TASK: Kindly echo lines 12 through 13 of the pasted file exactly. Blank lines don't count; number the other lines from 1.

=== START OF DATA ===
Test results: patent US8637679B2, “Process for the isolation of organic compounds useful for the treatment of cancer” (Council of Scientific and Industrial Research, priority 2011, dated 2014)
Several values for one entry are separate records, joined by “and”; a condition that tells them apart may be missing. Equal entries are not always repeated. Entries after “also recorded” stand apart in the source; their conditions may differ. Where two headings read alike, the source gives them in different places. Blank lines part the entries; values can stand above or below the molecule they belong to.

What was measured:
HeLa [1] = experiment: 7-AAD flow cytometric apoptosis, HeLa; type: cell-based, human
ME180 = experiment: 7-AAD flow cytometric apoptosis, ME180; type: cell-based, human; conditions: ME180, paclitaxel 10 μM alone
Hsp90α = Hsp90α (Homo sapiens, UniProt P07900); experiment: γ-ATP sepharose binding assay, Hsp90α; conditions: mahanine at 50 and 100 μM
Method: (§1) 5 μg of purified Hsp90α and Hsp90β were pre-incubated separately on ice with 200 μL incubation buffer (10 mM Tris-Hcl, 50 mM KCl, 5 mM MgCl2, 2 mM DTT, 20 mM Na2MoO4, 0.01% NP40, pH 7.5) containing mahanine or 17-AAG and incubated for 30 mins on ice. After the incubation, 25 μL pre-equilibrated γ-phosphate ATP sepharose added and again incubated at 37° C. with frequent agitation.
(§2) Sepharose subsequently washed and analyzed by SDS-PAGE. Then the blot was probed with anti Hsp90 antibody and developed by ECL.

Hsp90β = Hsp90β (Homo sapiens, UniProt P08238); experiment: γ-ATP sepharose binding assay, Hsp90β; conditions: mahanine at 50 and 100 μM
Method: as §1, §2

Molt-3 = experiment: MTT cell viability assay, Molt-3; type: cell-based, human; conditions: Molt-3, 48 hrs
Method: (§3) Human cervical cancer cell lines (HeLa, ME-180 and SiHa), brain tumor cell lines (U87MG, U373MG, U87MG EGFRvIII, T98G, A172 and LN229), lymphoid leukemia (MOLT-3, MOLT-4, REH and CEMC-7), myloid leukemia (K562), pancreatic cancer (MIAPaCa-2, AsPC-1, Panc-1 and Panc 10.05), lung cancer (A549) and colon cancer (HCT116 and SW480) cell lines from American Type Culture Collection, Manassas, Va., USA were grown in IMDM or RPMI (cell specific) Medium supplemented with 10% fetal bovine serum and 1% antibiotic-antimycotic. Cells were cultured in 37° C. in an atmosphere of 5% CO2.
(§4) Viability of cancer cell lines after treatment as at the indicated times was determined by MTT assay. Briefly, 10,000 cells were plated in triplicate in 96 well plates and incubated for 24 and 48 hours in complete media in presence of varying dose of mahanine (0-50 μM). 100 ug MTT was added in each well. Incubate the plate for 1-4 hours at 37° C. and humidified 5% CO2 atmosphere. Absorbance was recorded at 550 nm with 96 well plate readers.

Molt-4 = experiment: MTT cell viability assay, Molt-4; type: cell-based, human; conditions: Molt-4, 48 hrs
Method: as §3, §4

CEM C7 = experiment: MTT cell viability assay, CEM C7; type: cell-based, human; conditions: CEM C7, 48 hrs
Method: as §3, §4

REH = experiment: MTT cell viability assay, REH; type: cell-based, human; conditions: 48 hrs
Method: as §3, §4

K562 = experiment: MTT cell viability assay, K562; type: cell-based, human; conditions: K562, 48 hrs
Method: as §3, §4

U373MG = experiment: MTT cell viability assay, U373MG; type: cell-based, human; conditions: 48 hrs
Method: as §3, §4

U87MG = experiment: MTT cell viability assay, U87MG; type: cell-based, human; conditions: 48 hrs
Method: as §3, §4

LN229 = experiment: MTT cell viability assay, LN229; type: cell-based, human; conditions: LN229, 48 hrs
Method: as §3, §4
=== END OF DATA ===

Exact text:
Method: (§3) Human cervical cancer cell lines (HeLa, ME-180 and SiHa), brain tumor cell lines (U87MG, U373MG, U87MG EGFRvIII, T98G, A172 and LN229), lymphoid leukemia (MOLT-3, MOLT-4, REH and CEMC-7), myloid leukemia (K562), pancreatic cancer (MIAPaCa-2, AsPC-1, Panc-1 and Panc 10.05), lung cancer (A549) and colon cancer (HCT116 and SW480) cell lines from American Type Culture Collection, Manassas, Va., USA were grown in IMDM or RPMI (cell specific) Medium supplemented with 10% fetal bovine serum and 1% antibiotic-antimycotic. Cells were cultured in 37° C. in an atmosphere of 5% CO2.
(§4) Viability of cancer cell lines after treatment as at the indicated times was determined by MTT assay. Briefly, 10,000 cells were plated in triplicate in 96 well plates and incubated for 24 and 48 hours in complete media in presence of varying dose of mahanine (0-50 μM). 100 ug MTT was added in each well. Incubate the plate for 1-4 hours at 37° C. and humidified 5% CO2 atmosphere. Absorbance was recorded at 550 nm with 96 well plate readers.